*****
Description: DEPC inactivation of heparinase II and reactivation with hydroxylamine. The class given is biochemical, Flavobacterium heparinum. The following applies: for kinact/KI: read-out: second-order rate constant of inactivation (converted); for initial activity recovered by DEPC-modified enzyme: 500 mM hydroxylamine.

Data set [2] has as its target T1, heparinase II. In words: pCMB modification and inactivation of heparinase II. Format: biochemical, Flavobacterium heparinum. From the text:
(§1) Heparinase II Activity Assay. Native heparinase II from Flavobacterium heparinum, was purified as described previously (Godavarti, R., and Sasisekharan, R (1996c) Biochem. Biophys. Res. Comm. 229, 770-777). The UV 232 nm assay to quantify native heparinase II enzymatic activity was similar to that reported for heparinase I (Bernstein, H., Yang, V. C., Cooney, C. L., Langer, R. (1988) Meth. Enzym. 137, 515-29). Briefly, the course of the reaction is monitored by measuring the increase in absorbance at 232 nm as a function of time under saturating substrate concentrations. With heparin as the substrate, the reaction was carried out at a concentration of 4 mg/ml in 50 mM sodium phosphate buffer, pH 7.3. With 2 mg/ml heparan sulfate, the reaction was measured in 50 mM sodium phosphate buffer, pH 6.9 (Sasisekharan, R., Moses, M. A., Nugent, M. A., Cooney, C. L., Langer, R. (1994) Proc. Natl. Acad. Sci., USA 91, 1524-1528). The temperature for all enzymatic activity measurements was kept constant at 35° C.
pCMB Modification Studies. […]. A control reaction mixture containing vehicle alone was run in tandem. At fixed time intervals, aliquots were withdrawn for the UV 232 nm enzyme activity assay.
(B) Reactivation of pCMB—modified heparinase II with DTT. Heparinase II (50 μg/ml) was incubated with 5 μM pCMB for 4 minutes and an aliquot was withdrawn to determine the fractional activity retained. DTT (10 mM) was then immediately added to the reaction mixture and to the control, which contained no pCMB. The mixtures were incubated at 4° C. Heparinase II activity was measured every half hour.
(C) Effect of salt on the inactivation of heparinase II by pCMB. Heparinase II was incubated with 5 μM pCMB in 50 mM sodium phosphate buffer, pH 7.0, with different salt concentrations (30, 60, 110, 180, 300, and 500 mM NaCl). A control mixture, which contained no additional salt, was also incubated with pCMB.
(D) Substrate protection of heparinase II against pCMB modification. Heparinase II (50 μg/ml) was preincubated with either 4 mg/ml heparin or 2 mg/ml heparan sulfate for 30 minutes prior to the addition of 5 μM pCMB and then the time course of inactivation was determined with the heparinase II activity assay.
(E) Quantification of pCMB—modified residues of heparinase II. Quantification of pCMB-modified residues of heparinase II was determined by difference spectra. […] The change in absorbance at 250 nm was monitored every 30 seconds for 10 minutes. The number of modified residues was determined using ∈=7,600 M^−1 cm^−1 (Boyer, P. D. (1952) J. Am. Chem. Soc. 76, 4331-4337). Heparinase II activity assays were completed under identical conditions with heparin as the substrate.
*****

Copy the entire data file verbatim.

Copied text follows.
Description: DEPC inactivation of heparinase II and reactivation with hydroxylamine. The class given is biochemical, Flavobacterium heparinum. The following applies: for kinact/KI: read-out: second-order rate constant of inactivation (converted); for initial activity recovered by DEPC-modified enzyme: 500 mM hydroxylamine.

Data set [2] has as its target T1, heparinase II. In words: pCMB modification and inactivation of heparinase II. Format: biochemical, Flavobacterium heparinum. From the text:
(§1) Heparinase II Activity Assay. Native heparinase II from Flavobacterium heparinum, was purified as described previously (Godavarti, R., and Sasisekharan, R (1996c) Biochem. Biophys. Res. Comm. 229, 770-777). The UV 232 nm assay to quantify native heparinase II enzymatic activity was similar to that reported for heparinase I (Bernstein, H., Yang, V. C., Cooney, C. L., Langer, R. (1988) Meth. Enzym. 137, 515-29). Briefly, the course of the reaction is monitored by measuring the increase in absorbance at 232 nm as a function of time under saturating substrate concentrations. With heparin as the substrate, the reaction was carried out at a concentration of 4 mg/ml in 50 mM sodium phosphate buffer, pH 7.3. With 2 mg/ml heparan sulfate, the reaction was measured in 50 mM sodium phosphate buffer, pH 6.9 (Sasisekharan, R., Moses, M. A., Nugent, M. A., Cooney, C. L., Langer, R. (1994) Proc. Natl. Acad. Sci., USA 91, 1524-1528). The temperature for all enzymatic activity measurements was kept constant at 35° C.
pCMB Modification Studies. […]. A control reaction mixture containing vehicle alone was run in tandem. At fixed time intervals, aliquots were withdrawn for the UV 232 nm enzyme activity assay.
(B) Reactivation of pCMB—modified heparinase II with DTT. Heparinase II (50 μg/ml) was incubated with 5 μM pCMB for 4 minutes and an aliquot was withdrawn to determine the fractional activity retained. DTT (10 mM) was then immediately added to the reaction mixture and to the control, which contained no pCMB. The mixtures were incubated at 4° C. Heparinase II activity was measured every half hour.
(C) Effect of salt on the inactivation of heparinase II by pCMB. Heparinase II was incubated with 5 μM pCMB in 50 mM sodium phosphate buffer, pH 7.0, with different salt concentrations (30, 60, 110, 180, 300, and 500 mM NaCl). A control mixture, which contained no additional salt, was also incubated with pCMB.
(D) Substrate protection of heparinase II against pCMB modification. Heparinase II (50 μg/ml) was preincubated with either 4 mg/ml heparin or 2 mg/ml heparan sulfate for 30 minutes prior to the addition of 5 μM pCMB and then the time course of inactivation was determined with the heparinase II activity assay.
(E) Quantification of pCMB—modified residues of heparinase II. Quantification of pCMB-modified residues of heparinase II was determined by difference spectra. […] The change in absorbance at 250 nm was monitored every 30 seconds for 10 minutes. The number of modified residues was determined using ∈=7,600 M^−1 cm^−1 (Boyer, P. D. (1952) J. Am. Chem. Soc. 76, 4331-4337). Heparinase II activity assays were completed under identical conditions with heparin as the substrate.